Friday, August 19, 2011

Corporate Temptations/Tests

In my new book on Paul's Spirituality (published by IVP, coming out soon), I was struck by Paul's application of his theology of the cross, especially when it came to the things Paul sacrificed as a demonstration of his faith. For example, Paul sacrificed his ethnicity/nationality for the sake of following Christ. Now, at this point I don't want to get into why Paul felt it necessary to do so (I cover that in the book--it can be a rather lengthy topic to banter about). Rather, for the purposes of this blog, I'd like to ask us the simple question: have we sacrificed our ethnicity/nationality for the sake of knowing Christ, especially as it relates to being "crucified with Christ"? What American privileges have you given up in order to share in the "sufferings of Christ."

Or, to turn the question the other way around, to what extent have we given into American obsessions (what I would call a corporate temptation/test) rather than discover the loss that comes by Jesus' cross?

Tuesday, August 16, 2011

What happens when we fail the test/temptation?

The temptation/test of Christ by Satan in the wilderness gives us great insight into how to overcome the enemy. Countless lessons can be learned by his example. Indeed, especially according to Luke's version, Jesus (the second Adam) succeeded where the first Adam failed every test: the lust of the flesh, the lust of the eyes, and the pride of life. Many times I have tried to learn from the Master, refusing to give in to my fleshly desires (life is more than eating!), to the delight of my eyes ("can't buy me love, no"), and to the pride of life (God plays no favorites).

But, here's the strange part: when I say "not my will but thine" and refuse to give into temptation, nothing sensational happens. I don't have a sense of accomplishment, I don't feel proud of myself. There's no euphoria, "Wow. I showed the enemy!" In fact, oftentimes these "victories" are accompanied by a sense of loss, of emptiness, indeed, as if God is not present at all--like I've missed out on something.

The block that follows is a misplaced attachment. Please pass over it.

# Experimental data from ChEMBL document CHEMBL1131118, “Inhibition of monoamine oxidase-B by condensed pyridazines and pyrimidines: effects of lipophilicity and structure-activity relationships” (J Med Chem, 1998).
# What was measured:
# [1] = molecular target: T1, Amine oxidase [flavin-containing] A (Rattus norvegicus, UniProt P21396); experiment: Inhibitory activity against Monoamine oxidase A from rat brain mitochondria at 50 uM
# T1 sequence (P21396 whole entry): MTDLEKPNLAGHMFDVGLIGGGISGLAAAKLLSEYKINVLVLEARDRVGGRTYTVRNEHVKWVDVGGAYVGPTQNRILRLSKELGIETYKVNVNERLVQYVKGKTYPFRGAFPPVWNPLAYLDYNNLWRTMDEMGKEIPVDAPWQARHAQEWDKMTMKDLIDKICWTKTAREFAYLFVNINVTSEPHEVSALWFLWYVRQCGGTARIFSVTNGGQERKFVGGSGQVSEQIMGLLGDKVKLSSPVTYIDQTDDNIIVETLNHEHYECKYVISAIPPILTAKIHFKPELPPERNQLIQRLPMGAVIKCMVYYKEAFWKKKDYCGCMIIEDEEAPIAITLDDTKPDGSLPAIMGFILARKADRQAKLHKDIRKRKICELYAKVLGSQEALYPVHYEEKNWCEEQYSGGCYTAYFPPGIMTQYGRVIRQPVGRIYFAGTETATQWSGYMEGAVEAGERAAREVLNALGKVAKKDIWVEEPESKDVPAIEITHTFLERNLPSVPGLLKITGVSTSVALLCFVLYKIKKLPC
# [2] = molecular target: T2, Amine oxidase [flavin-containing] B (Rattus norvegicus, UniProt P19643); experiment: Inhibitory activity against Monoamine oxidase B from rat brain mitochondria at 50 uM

And yet, what happens when I fail the test, give into temptation, let God down, is an altogether different experience.

First, I beat myself up. "Come on, Rodney, you know better than this. How many times are you going to go down the same path?"

Next, I turn to God in frustration, "What's wrong with me, God?"

Sometimes I make the futile promise, "I'll never sin again!"

Then, I confess (one more time; really? One more time?) that I have sinned, that I need God's forgiveness, that I need the Spirit's power, that I'm tired of this, that I need healing.

Sometimes I remember that Jesus overcame Satan--not only in the desert, but also in the Garden. And, because he overcame the test/temptation, we have the cleansing, the forgiveness, the hope, the power, the salvation of our Lord.

Then, I sense the presence of the Lord, what I've gained through Christ (He's saved me!), that God won't give up on me, or any one of us.

In other words, I'm beginning to see more and more that God loves to "show up" in the midst of our failures. The cross of Jesus Christ proves it. So, how can Satan win, when the cross was supposed to be his final blow against humanity, the ultimate test, the last temptation of Christ?

Monday, August 15, 2011

Lead us not into testing

This always surprises Greek students. A word often translated as "temptation" can also be translated as "test." The word is peirosmos, and it shows up in some famous passages (Lord's Prayer, James' teaching about "pure joy," promise to the Philadelphia church). The difficulty, of course, is sorting out the difference. When does peirosmos mean "temptation" and when does it mean "testing"?

Imagine how strange some familiar verses would sound if we inverted the conventional translations:

"Lead us not into testing, but deliver us from the evil one." "Count it all joy when you fall into various temptations." "Let no one say, 'I am being tested by God,' for God cannot be tested by evil and he himself tests no one." "No testing has overtaken you that is not common to man. God is faithful, and he will not let you be tempted beyond your strength."

How can these things be? How could one word carry both connotations? Perhaps the answer is found in the role of Satan. He started out as a divine servant, charged with the job of testing the faithfulness of humanity. But, Adam couldn't handle the challenge; testing resulted in temptation. Maybe Satan went too far in his zeal for "proof." (After all, the "bad cop" always lies to catch the accused in their guilt.) Indeed, this is Satan's modus operandi: The father of lies tries to turn every test into a temptation--the opportunity for sin.

So, this is our lot. Embedded in every test is a temptation; and every temptation is a test. But, sorting out who's to blame (is this a test from God or a temptation from Satan?) is a difficult as translating peirosmos. Maybe it's our response that reveals the difference.

Tuesday, August 09, 2011

The Devil is in the details